Cody Martin worked in civil engineering and environmental engineering. After touring some breweries and seeing that they use familiar equipment, he asked his wife if he could start a brewery. She found work in Texas and he started Martin House Brewing Company in Fort Worth, Texas.
“Starting a brewery is a full-time job.” [Tweet This]
After they moved back to Texas, Cody worked full-time for 15 months to start his brewery.
“If you want to be a brewery in planning for 3 or 4 years,” he offers, “then go ahead and keep your job.”
In that time, he worked on his business plan, found partners and investors, introduced himself to local breweries, and work 20-30 hours per week for free in a local brewery.
Once the business plan was complete, they had 6 months allotted to finding investors and securing funding, and they got it done in only 6 weeks. They talked to anyone and everyone they could find or with whom they could make connections.
In the end, the owners with “skin in the game” had contributed approximately $60 thousand. Investors pitched in significantly more than that, he says. Approximately half of the capital came from friends and family, and about half came from other investors whom they had never previously met.
They were able to cut costs by doing the majority of the work themselves. “We literally built everything in this place ourself,” Cody remarks.
It helps that Cody is an engineer. They also called on old friends who gave them discount prices on skilled work.
Additionally, Cody says it very important to partner with people who compliment, rather than duplicate your own knowledge and skills.
“You need to make sure you have the team with the full talents of running a business,” Cody advises, “not just 3 brewers.”
Financially, it has worked well.
“We have zero debt,” says Cody, “so we were able to break even on that pretty quick. A few months in, we started paying ourselves a salary. And then our first full year of production, we were able to pay our investors back a little.”
Cody even had the opportunity to make a collaboration brew with one of his all-time favorite bands, Toadies.
In summary, Cody’s advice for starting a brewery:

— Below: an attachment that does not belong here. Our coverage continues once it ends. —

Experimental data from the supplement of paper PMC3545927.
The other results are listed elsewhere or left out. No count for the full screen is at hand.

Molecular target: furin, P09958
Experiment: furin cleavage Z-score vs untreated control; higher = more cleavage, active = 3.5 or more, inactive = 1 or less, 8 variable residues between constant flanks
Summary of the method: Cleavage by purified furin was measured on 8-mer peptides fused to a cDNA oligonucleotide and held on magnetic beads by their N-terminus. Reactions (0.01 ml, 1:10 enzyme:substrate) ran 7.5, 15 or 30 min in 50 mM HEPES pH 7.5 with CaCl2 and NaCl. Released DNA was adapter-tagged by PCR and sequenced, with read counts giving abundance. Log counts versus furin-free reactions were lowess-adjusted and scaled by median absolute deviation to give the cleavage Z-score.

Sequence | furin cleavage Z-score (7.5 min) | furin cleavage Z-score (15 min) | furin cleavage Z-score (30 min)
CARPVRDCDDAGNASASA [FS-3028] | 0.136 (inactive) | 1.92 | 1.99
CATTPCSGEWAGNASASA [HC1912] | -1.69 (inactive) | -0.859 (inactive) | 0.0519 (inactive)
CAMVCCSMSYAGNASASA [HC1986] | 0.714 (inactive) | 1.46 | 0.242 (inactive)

- Quit your job.
- Have the support of your family.
- Assemble a team with diverse skills.
- Don’t buy a glycol chiller from China.
Kettle size: 30 BBL.
Size and quantity of fermentation tanks: 4, 30-BBL; 2, 60-BBL fermenters.
Size and quantity of bright tanks: 1, 30-BBL; 1 60-BBL bright tanks.
Annual brewing capacity/last year’s production: 6,000-BBL capacity. About 2,800 BBL last year.
Square footage: 9,000 sq. ft.
Years in operation: 2.5 years (opened March 2013).
From Sean McKeown: Do you still have the same passion for beer after doing it as a job, at a commercial level?
Zip ties, duct tape, and Milwaukee 48-22-1901 Fastback Flip Open Utility Knife.
- Water: A Comprehensive Guide for Brewers (Brewing Elements) by John Palmer and Colin Kaminski.
- Malt: A Practical Guide from Field to Brewhouse (Brewing Elements) by John Mallett.
- For The Love of Hops: The Practical Guide to Aroma, Bitterness and the Culture of Hops (Brewing Elements) by Stan Hieronymus.
- Yeast: The Practical Guide to Beer Fermentation (Brewing Elements) by Chris White and Jamil Zainasheff.
Check out the entire list of recommended books, click here.
An upcoming beer style:
- Deep Ellum Brewing Company, Dallas, Texas.
- The Florida weisse: a primer, Christopher Staten, DRAFT Magazine, March 18, 2014.
- Toadies on iTunes.
- Send Ska! Hawai’i’s Best of 2004, Gardenia Lane.
- McMaster-Carr Supply Company, supplies and products to maintain manufacturing plants and large commercial facilities worldwide.
You can reach Cody Martine and Martin House Brewing Company at:
- Facebook: martinhousebrewing
- Twitter: martinhousebrew
- Instagram: martinhousebrewing
- Untappd: martinhousebrewing
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